Sep 8 2012

Sometimes it Lasts…But Sometimes it Hurts Instead

“Sometimes it lasts in love, but sometimes it hurts instead.” -Adele

The photo above was taken at a surprise party for Todd Barr on September 8, 2002–his last birthday on earth. I wonder if the people in attendance that day know what a tremendous gift they gave him–just by being there to say we love you and we’re glad you were born. Todd told me (many times over the following days) that day was one of the happiest of his life. It was just like him to be so appreciative of something as simple as a birthday–something he should have had dozens more of.

Todd died three weeks after this picture was taken. He was 34.

A few days ago I attended a birthday celebration for my brother who just turned 57, and as with most ceremonial events in life (weddings, births, funerals and birthdays) Todd came along with me (in spirit) to the festivities.

It was impossible not to be reminded of my deceased fiance as I watched my brother celebrate his special day, but what brought Todd to mind most powerfully for me that evening was the fact that there were so many married couples in attendance–and all of them had been together for decades–happily–according to them.

My brother and his wife went to prom together in 1974 and they remain in love after nearly 40 years. My daughter and her husband met and fell in love in high school in 1996. My sister-in-law’s aunt met and married her “best friend” 19 years ago and another couple had been “matched” by my brother and his wife over 20 years ago. Of the married couples in the room, all but one (newlyweds) were in relationships that had stood the test of time, and the word “soulmate” came up in conversation over and over that night.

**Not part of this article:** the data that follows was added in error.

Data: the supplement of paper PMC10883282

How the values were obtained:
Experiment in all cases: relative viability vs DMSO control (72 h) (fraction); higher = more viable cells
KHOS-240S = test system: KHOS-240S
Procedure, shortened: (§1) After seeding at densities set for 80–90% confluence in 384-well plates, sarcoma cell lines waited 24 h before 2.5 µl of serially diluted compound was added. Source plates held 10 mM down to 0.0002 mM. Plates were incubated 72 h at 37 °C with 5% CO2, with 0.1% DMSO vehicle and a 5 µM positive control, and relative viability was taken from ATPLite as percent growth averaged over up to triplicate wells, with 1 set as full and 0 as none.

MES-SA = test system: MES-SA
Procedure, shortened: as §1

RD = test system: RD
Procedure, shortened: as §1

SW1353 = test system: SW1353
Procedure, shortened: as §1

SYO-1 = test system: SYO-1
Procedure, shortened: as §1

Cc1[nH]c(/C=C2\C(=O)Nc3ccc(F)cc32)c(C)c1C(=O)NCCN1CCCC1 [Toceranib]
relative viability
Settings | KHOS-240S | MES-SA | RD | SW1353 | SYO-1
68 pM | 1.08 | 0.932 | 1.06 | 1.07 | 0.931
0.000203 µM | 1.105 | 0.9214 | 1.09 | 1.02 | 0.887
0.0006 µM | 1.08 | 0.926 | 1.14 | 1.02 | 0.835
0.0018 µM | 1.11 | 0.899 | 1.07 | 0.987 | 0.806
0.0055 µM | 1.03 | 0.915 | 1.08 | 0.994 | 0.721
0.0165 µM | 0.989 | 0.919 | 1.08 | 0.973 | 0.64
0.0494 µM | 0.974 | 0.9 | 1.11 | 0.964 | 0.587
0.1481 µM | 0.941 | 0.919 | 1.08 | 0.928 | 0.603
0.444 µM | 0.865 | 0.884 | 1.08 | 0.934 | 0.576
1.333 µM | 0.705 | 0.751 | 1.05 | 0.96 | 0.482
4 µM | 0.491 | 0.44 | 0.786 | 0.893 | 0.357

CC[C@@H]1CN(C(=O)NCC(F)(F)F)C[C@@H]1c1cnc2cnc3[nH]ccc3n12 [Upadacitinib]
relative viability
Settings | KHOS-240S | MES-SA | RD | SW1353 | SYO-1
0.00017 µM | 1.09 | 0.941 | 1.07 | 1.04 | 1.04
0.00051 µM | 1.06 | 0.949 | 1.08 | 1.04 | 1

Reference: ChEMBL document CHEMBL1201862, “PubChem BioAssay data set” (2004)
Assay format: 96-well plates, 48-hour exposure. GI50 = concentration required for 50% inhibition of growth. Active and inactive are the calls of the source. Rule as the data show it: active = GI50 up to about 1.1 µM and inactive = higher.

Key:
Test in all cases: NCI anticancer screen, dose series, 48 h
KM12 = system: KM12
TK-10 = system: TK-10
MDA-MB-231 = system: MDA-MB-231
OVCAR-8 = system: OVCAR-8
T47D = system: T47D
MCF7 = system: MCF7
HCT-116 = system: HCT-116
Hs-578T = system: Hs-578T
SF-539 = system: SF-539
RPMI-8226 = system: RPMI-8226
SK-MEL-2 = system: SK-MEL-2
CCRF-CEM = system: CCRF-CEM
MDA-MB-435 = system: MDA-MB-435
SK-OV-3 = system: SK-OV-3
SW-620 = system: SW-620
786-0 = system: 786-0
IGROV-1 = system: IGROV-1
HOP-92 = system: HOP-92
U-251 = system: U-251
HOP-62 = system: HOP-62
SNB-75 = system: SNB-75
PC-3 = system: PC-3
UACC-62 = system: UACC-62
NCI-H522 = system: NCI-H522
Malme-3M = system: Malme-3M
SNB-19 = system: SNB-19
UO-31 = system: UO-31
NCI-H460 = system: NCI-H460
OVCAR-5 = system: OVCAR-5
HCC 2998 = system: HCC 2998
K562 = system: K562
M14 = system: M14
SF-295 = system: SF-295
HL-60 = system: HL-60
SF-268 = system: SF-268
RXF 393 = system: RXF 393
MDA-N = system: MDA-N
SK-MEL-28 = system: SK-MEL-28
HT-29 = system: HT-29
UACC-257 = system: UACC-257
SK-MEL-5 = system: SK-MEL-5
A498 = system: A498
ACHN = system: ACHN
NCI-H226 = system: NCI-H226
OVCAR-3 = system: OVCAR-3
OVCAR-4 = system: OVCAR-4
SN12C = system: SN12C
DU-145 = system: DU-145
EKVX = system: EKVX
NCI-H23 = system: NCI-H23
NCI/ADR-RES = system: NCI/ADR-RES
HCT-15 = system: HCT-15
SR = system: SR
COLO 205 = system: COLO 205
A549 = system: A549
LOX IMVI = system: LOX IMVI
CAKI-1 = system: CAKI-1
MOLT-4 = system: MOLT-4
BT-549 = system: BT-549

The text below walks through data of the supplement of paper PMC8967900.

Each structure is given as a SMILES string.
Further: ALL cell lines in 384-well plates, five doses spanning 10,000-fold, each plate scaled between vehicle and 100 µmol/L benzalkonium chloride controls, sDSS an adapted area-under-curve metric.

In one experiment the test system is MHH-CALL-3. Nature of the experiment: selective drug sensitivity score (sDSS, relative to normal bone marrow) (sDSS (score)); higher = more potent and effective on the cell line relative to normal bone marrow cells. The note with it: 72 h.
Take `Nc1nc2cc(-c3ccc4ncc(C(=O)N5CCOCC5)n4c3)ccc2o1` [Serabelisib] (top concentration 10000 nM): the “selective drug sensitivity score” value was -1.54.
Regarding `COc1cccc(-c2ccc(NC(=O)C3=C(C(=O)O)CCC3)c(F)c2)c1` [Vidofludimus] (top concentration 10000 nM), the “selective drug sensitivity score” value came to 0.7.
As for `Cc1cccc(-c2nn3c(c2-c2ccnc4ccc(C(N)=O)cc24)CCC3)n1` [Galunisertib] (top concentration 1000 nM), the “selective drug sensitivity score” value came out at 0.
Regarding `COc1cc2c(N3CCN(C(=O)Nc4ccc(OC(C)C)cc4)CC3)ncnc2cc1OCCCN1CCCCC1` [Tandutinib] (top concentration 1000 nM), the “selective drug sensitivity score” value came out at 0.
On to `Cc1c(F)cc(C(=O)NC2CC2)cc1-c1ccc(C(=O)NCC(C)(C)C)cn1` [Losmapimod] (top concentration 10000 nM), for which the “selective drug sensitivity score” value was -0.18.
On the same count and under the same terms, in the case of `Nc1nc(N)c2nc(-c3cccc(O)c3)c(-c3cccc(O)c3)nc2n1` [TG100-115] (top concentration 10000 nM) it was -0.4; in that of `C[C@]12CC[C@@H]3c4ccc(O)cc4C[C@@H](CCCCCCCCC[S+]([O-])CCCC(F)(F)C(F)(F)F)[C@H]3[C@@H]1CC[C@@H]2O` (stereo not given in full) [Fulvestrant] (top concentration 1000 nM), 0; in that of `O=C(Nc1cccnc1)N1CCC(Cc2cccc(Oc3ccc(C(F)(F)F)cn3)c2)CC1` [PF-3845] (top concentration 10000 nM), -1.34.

So, of course, I thought of Todd often, though I didn’t speak of him in that context. His name did come up, not in a discussion about love and soul mates (I find that bringing a dead fiance into those discussions tends to bring the level of joy down in a room), but in a discussion about swimming in the Pacific ocean and its danger vs. safety.

One of the women there was saying she would never get on a boat or even go on a cruise because she was afraid of drowning in the ocean. The old (pre-Todd) me would have insisted she was missing out on a beautiful relationship with the sea, and that she should maybe reconsider, don a good life-vest, and partake of the beauty and majesty of the open water.

The new (post-Todd) me doesn’t quite see it that way. The new me now understands and can relate to being afraid.

When I was a child, I swam and body surfed in the Pacific ocean with my brothers and sisters with absolutely no fear of any dire consequences. We would swim out to catch the “big ones” and ride the waves back to shore, sometimes rolling and tumbling in the surf when an especially powerful wave hit us. We often resurfaced tangled in seaweed, gasping for air and laughing with joy at the “fun ride” the Pacific can give.

I would never do that today. Nor would I let my children.

I told the ocean-phobic woman I thought she had good reason to fear the power of the sea, then I explained to her how my fiance Todd (a very strong swimmer) drowned in it.

She stared in my eyes for a long moment and promptly changed the subject. “You are not over him,” she told me.

I know.

One thing survivors of loss know is that you don’t “get over” the loss of a loved one. Ever. What you do is experience the grief, then move forward, slowly at first, until life returns to some semblance of “normalcy.”